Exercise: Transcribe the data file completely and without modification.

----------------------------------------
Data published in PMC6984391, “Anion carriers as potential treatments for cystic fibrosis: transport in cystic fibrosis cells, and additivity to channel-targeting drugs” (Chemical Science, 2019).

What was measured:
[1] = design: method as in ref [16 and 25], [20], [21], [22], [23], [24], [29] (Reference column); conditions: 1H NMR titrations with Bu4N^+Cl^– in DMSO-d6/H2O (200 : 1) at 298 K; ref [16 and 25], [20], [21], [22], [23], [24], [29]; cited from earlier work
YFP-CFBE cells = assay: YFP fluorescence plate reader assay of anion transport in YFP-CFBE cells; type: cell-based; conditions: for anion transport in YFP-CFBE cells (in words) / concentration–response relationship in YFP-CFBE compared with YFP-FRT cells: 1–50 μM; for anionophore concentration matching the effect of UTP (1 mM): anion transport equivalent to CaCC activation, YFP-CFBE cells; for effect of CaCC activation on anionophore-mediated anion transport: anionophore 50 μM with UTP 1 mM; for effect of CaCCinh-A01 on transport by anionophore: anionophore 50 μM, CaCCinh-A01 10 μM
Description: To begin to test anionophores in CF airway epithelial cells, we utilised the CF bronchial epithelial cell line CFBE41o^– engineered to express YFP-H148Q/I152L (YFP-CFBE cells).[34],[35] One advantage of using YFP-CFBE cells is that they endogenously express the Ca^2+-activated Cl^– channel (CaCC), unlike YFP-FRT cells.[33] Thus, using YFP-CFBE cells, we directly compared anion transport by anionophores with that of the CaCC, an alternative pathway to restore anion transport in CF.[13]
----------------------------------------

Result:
Data published in PMC6984391, “Anion carriers as potential treatments for cystic fibrosis: transport in cystic fibrosis cells, and additivity to channel-targeting drugs” (Chemical Science, 2019).

What was measured:
[1] = design: method as in ref [16 and 25], [20], [21], [22], [23], [24], [29] (Reference column); conditions: 1H NMR titrations with Bu4N^+Cl^– in DMSO-d6/H2O (200 : 1) at 298 K; ref [16 and 25], [20], [21], [22], [23], [24], [29]; cited from earlier work
YFP-CFBE cells = assay: YFP fluorescence plate reader assay of anion transport in YFP-CFBE cells; type: cell-based; conditions: for anion transport in YFP-CFBE cells (in words) / concentration–response relationship in YFP-CFBE compared with YFP-FRT cells: 1–50 μM; for anionophore concentration matching the effect of UTP (1 mM): anion transport equivalent to CaCC activation, YFP-CFBE cells; for effect of CaCC activation on anionophore-mediated anion transport: anionophore 50 μM with UTP 1 mM; for effect of CaCCinh-A01 on transport by anionophore: anionophore 50 μM, CaCCinh-A01 10 μM
Description: To begin to test anionophores in CF airway epithelial cells, we utilised the CF bronchial epithelial cell line CFBE41o^– engineered to express YFP-H148Q/I152L (YFP-CFBE cells).[34],[35] One advantage of using YFP-CFBE cells is that they endogenously express the Ca^2+-activated Cl^– channel (CaCC), unlike YFP-FRT cells.[33] Thus, using YFP-CFBE cells, we directly compared anion transport by anionophores with that of the CaCC, an alternative pathway to restore anion transport in CF.[13]